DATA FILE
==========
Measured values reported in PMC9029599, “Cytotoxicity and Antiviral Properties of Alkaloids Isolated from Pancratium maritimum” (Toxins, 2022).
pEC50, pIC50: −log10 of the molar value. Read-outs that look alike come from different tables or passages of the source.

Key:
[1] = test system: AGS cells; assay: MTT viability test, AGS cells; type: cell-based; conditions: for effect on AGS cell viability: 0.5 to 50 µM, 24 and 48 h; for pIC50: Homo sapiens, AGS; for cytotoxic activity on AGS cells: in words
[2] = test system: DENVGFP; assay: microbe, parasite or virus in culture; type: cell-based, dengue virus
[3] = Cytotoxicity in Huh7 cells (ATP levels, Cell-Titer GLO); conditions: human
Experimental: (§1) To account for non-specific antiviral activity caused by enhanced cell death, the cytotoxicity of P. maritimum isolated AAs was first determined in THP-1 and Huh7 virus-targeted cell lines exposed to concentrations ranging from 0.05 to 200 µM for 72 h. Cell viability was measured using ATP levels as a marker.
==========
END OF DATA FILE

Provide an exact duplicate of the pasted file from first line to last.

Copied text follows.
Measured values reported in PMC9029599, “Cytotoxicity and Antiviral Properties of Alkaloids Isolated from Pancratium maritimum” (Toxins, 2022).
pEC50, pIC50: −log10 of the molar value. Read-outs that look alike come from different tables or passages of the source.

Key:
[1] = test system: AGS cells; assay: MTT viability test, AGS cells; type: cell-based; conditions: for effect on AGS cell viability: 0.5 to 50 µM, 24 and 48 h; for pIC50: Homo sapiens, AGS; for cytotoxic activity on AGS cells: in words
[2] = test system: DENVGFP; assay: microbe, parasite or virus in culture; type: cell-based, dengue virus
[3] = Cytotoxicity in Huh7 cells (ATP levels, Cell-Titer GLO); conditions: human
Experimental: (§1) To account for non-specific antiviral activity caused by enhanced cell death, the cytotoxicity of P. maritimum isolated AAs was first determined in THP-1 and Huh7 virus-targeted cell lines exposed to concentrations ranging from 0.05 to 200 µM for 72 h. Cell viability was measured using ATP levels as a marker.